The Granman Speaks

The day started with the sound of a cool breeze tickling the dry palm fronds of our hut, and the laughter of children at play in the shallow waters of a creek nearby, where women chatted softly whilst washing clothes. A beautiful and soothing way to begin another busy day in Kwamala. Our reception here has been full of warmth, and with the Granman's blessing the day has been filled with the richness of the Trio culture. Granman Asongo seems very taken with our project and intentions of trying to raise awareness by giving him a bigger voice through the Internet. He had called another Krutu (meeting) this morning to discuss again the problems that his people face. And we were totally awe-struck to see him arrive proudly in his full traditional finery, a crown of coloured feathers and a belt of handspun cotton and beads,

The meeting started with the usual respectful handshakes, and we all sat after he had taken his place. To illustrate the onset of change Asongo explained how, in the sixties, an American came to stay and introduced the trappings of a different world to them, a generator for lights and radio, and how slowly, with the introduction of money the old ways of barter and exchange have largely disappeared. With new needs and desires filling the minds of the young he fully acknowledges the tide of change and the importance of progress. Paddles are fine, but outboard motors are a lot more effective. The traditional fabric of daily life should be preserved, he said, and it was important that the children don't stray too far from their roots or they will forget the ways of the forest and how it has always provided for their needs. In this light he has welcomed the support of organisations and individuals to help them set up programmes to teach the young valuable medicinal knowledge, but he expressed his worries that some come with big plans and promises that never seem to materialise "all feathers and no meat".

When asked about land rights he explained they had no legally binding claim to their Ancestral lands, the prospect of mining or commercial logging did not interest him as without the forest there would be no food medicine, or building material. To corroborate this and show the full extent of Trio land he produced the most beautiful map you've ever seen. Hand drawn over three months it was full of information vital to survival here: the whereabouts of medicinal plants special woods, fruits, nuts and animals, gravesites and natural obstacles all depicted in unique symbols. No GPS, no cartographers - just a lot of legwork. After the meeting we were treated to a timeless and beautiful display, flute and turtle-shell music that make today’s video well worth downloading to the end. This afternoon Romeo, our guide, translator and man of humour, led us to meet Twa-Twa Pon one of the last remaining and largely unassimilated Akurio. They were 'discovered' by missionaries in the '60s and even then there were only seventeen. Greeting us with a beaming smile and an unaffected warmth, that deeply touched us all, Twa-Twa-Pon explained how they had been hit by an epidemic that wiped out almost all of his tribe 'It came from behind like spears in the back from a ghost'. It was influenza.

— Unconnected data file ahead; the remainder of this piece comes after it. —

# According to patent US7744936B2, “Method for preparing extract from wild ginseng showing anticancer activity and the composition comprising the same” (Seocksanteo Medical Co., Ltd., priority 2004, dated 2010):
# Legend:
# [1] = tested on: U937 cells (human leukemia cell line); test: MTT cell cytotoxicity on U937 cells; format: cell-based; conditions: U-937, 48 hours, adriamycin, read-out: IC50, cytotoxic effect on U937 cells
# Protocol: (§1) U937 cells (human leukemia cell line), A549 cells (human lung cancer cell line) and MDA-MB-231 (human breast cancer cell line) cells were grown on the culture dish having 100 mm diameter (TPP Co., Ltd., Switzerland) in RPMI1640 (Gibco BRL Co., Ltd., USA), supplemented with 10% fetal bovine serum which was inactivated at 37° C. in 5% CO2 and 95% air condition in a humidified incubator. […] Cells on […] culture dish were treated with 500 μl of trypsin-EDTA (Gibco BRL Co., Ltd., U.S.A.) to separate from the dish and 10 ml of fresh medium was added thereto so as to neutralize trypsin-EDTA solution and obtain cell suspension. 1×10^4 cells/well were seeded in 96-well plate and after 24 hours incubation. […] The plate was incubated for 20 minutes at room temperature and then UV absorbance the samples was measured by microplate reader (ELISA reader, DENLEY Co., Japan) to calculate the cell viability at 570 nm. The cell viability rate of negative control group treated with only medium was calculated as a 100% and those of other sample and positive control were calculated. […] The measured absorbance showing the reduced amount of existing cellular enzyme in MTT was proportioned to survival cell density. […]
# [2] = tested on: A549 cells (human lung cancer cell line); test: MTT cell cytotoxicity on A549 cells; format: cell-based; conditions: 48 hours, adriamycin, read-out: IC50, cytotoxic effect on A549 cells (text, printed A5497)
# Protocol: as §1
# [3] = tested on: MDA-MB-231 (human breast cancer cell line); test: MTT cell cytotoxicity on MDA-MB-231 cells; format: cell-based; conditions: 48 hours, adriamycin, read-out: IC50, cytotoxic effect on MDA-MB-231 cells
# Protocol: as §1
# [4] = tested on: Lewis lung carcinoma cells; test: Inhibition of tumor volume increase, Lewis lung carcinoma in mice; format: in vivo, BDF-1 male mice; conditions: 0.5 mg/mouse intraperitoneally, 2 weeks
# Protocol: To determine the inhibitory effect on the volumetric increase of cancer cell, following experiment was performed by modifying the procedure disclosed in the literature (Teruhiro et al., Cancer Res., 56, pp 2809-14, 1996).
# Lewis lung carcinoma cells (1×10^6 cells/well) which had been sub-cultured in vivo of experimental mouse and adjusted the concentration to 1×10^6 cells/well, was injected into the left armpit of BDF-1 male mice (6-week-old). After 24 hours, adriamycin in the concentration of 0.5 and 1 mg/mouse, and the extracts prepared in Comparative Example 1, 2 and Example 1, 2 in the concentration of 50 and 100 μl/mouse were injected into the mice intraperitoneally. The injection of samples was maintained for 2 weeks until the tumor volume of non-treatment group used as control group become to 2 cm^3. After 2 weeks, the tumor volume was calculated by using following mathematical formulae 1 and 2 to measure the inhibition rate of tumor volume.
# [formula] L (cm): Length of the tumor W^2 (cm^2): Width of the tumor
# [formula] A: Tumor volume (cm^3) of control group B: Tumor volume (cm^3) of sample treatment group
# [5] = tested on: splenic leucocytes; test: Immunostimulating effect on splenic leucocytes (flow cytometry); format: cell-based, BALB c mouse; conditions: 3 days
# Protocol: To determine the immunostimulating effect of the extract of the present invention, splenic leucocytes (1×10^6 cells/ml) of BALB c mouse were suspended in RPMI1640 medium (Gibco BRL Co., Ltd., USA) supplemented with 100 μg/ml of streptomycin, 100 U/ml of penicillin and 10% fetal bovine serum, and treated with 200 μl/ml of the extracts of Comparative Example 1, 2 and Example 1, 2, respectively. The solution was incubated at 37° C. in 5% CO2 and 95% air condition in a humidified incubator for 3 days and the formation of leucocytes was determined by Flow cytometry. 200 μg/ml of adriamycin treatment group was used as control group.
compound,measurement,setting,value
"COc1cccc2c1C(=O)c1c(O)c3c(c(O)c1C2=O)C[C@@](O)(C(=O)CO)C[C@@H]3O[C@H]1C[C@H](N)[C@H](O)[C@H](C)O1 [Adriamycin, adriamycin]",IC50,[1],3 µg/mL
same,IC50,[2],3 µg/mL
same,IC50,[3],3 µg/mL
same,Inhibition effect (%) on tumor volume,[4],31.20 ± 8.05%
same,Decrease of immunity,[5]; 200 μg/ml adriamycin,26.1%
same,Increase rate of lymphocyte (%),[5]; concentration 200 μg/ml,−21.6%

Runningman sat mesmerised as he listened to the History of the Akurios. Look at Twa-Twa Pon and you look into a whole other world ... a world, almost lost to the Akurios. There are ten tribes in Kwamalasamutu of which the Akurios are but one. They are last ones to come out of the forest, and there are only a few families left, some here, but thirty or so in Tepu where we go from here.

The day has been wonderful, meeting people throughout the village. Everybody seems to be happy to talk to us openly about their lives, helping to make our project work. It is an honour... a responsibility.



Granman Asongo

The Trio World

Twa-Twa-Pon - "Last of the Akurios"

LINKS - More about The Shaman's Apprentice Program
(Requires Internet Connection)